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Champaign County, Illinois

Biography of M. W. Mathews

SOURCE: "History of Champaign County, Illinois with Illustrations," 1878


M. W. MATHEWS. The journalistic profession is of such a peculiar nature, so complicated in its literary and business channels, and withal one of the most difficult in which to acquire success, that but few attain any eminence in it. Our State has developed some, however, who have acquired distinction in this line, and prominent among the number is M. W. Mathews, editor and proprietor of the Champaign County Herald. He came to Urbana in 1867 and for years took a prominent position in the legal, political and business circles of the county. In 1879 he purchased the Herald, which had only been called into existence two years previously. He had won distinction at the bar and on the stump and consequently much was expected of him in his new role as a journalist. His career has justified the expectations of his friends, for it has been a distinguished one, proving him to be a forcible and able writer and a business manager of rare ability.

Mr. Mathews was born in Clark County, Ill., March 1, 1846, and is the son of John R. and Mary (MCNEIL) MATHEWS, natives of Coshocton County, Ohio. John R. Mathews was born in 1820, and was the son of Alexander and Prudence (LAUGHLIN) MATHEWS, who were descended from excellent Irish ancestry. He was reared to farming pursuits and served an apprenticeship at the blacksmith's trade, which he followed in this State until 1852. He then took a trip across the plains to California, and remained two years employed in mining and blacksmithing. In the meantime, on the 12th of August, 1854, the wife and mother died. Five years later the father of our subject removed to Wayne County, Ind., where he followed blacksmithing until 1861. In August of that year, the Rebellion having assumed alarming proportions, he responded to the call for volunteers and enlisted as a private in Co. F, 36th Ind. Vol. Inf. He was only permitted to serve one year, however, being discharged on account of disability. Upon returning home he received a commission from Gov. Morton as recruiting officer, but we soon find him again going to the front. This time he enlisted in an Indiana battery with which he went to Harper's Ferry. Here he was discharged a second time on account of ill health. He returned to Indiana, remaining a resident there until 1864, when he came to this county and located upon a farm, engaging in agricultural pursuits, which he prosecuted until his death, which occurred Oct. 14, 1884. The parental family included four children, one of whom is now deceased. Samuel A., the eldest, remained upon the farm until 1861, and at the age of seventeen years enlisted as a soldier in the 36th Indiana Infantry. He was promoted for bravery at the battle of Stone River. He died July 9, 1863, in the Field Hospital, in Tennessee, of disease contracted during his service. M. W. of our sketch was the second son; William E., a stationary engineer, is a resident of Kuttawa, Ky.; Louise H., Mrs. J. S. LITTLE, is in Hillsboro County, Fla.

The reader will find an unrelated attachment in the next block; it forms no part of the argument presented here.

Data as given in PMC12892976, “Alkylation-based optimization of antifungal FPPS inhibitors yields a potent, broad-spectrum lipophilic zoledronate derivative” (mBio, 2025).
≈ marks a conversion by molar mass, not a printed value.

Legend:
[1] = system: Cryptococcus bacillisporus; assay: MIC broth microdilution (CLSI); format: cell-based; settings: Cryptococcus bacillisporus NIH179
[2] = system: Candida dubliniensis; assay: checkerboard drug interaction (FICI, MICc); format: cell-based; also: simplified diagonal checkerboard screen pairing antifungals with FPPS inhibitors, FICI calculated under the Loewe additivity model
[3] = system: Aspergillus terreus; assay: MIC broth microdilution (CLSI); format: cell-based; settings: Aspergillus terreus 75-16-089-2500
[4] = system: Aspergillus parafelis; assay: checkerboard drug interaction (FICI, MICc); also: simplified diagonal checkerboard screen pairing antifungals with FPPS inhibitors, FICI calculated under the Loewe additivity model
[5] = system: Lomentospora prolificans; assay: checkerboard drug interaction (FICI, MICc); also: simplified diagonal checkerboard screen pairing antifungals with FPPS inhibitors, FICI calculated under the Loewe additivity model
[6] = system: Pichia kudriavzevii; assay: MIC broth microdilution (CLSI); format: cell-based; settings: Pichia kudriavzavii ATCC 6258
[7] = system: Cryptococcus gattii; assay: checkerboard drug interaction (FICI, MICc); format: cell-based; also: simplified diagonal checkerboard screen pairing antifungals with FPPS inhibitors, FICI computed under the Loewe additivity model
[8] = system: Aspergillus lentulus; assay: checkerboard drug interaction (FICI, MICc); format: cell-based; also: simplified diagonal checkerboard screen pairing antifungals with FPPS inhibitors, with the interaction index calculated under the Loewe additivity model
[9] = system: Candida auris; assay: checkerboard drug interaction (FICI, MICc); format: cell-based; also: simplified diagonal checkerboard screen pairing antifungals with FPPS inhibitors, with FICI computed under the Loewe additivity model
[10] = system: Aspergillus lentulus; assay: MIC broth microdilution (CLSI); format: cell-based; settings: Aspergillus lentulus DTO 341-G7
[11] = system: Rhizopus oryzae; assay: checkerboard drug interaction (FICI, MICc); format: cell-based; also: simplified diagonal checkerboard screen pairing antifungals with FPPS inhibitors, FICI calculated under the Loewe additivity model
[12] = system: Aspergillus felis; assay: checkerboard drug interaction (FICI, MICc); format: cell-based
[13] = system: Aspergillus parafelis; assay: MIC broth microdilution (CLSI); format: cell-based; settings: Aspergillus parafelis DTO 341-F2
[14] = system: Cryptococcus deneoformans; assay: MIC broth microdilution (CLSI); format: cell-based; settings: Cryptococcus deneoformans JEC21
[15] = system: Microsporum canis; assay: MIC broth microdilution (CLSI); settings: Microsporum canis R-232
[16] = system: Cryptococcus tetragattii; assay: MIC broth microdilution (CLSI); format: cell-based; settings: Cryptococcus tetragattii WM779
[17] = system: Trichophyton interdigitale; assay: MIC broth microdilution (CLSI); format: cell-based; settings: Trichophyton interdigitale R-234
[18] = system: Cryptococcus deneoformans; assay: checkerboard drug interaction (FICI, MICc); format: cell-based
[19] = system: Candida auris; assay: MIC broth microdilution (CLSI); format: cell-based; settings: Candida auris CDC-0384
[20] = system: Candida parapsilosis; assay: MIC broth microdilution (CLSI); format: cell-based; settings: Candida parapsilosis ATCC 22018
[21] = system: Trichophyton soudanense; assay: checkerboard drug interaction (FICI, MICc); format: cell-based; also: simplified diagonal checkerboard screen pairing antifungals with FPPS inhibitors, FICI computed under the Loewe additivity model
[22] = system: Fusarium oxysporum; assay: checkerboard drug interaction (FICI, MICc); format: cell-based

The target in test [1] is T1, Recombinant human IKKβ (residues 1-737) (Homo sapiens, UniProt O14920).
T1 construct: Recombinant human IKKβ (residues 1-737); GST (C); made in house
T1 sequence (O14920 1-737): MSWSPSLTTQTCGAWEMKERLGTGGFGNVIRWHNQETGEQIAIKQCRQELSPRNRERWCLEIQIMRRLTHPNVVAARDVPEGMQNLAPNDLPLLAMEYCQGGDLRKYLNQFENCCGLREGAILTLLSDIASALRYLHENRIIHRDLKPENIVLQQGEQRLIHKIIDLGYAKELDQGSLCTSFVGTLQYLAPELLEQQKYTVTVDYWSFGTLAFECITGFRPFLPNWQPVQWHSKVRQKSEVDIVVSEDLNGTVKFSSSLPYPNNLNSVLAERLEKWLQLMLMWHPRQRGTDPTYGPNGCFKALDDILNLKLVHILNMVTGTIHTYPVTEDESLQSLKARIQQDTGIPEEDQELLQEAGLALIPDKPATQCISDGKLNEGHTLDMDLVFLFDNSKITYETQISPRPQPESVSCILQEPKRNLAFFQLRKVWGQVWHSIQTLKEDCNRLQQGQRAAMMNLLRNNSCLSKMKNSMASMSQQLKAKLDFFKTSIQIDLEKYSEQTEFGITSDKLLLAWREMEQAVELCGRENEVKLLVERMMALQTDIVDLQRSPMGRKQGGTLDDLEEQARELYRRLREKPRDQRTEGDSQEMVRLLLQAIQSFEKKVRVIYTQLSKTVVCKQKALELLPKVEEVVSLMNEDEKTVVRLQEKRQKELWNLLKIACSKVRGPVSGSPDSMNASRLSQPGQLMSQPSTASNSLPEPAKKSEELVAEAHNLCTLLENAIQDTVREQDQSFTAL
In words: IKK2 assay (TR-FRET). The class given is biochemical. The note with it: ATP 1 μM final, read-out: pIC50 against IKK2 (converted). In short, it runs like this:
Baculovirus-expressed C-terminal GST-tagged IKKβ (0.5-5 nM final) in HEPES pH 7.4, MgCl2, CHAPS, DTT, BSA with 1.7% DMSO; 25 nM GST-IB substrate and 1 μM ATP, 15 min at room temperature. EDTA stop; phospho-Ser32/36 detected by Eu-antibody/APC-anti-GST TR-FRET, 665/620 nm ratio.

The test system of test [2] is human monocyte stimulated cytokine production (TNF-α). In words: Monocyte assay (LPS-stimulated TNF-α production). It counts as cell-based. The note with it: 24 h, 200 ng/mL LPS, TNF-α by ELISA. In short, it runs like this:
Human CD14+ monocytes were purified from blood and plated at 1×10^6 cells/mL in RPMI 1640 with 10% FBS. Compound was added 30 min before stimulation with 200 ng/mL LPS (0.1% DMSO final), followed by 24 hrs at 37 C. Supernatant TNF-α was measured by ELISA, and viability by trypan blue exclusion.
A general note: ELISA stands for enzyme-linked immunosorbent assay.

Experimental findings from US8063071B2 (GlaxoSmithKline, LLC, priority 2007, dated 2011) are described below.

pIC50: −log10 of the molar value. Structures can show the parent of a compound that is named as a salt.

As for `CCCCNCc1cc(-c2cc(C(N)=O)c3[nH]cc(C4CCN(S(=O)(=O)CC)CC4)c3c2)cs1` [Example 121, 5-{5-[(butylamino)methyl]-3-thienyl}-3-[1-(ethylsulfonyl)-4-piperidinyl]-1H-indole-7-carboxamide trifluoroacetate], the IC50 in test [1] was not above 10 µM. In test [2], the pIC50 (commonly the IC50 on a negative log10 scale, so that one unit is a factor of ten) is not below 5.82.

The subject of this biography remained on the farm until 1860, and during the years following, when the country was in the throes of Civil War, he worked on a farm and attended school alternately. He completed his studies under the tutorship of Prof. John Cooper at the Dublin Academy. In this institution he afterward became assistant teacher. The day following the assassination of President Lincoln young Mathews started for Illinois, and taking up his abode in Philo, this county, commenced teaching near what was known as Yankee Ridge. While teaching he had improved his leisure moments in the study of law, and two years later, when he came to Urbana, he gave to it his more serious attention under the instruction of G. W. Gere, and was admitted to practice in August, 1867. Shortly afterward he became the partner of Mr. Gere, and they operated together for two years, after which Mr. Mathews continued alone. In 1873 he was appointed Master in Chancery, which position he held for nine years, when he resigned. He was elected States Attorney in 1876, and served with ability for eight years. Since becoming a resident of this county he has been closely identified with its business interests. He is a stockholder and Director in the First National Bank of Urbana, and owns the Herald Block, in which the bank and post-office are located. The establishment of the Loan and Building Association was largely due to his enterprise and encouragement, and he is now its President. Politically Mr. Mathews affiliates with the Republican party, the principles of which he most sincerely and honestly upholds. Socially he is a member of the I.O.O.F. and of the Independent Order of Mutual Aid, of Illinois.

The marriage of M. W. Mathews and Miss Julia FOOTE took place in 1869 at the residence of the bride's parents in Urbana. Mrs. M. is a native of Ohio, and the daughter of William J. and Lucy M. (ALCOTT) FOOTE. Of this union there have been born two children—Mae and Clyde. The residence of our subject is pleasantly located on Elm Street, and Mr. Mathews and his family enjoy the friendship and confidence of the best people of this locality.

We take pleasure in presenting the portrait of Milton W. Mathews in this volume, as not only one of the representative citizens of the county, but as that of a leading and prominent journalist of the State.

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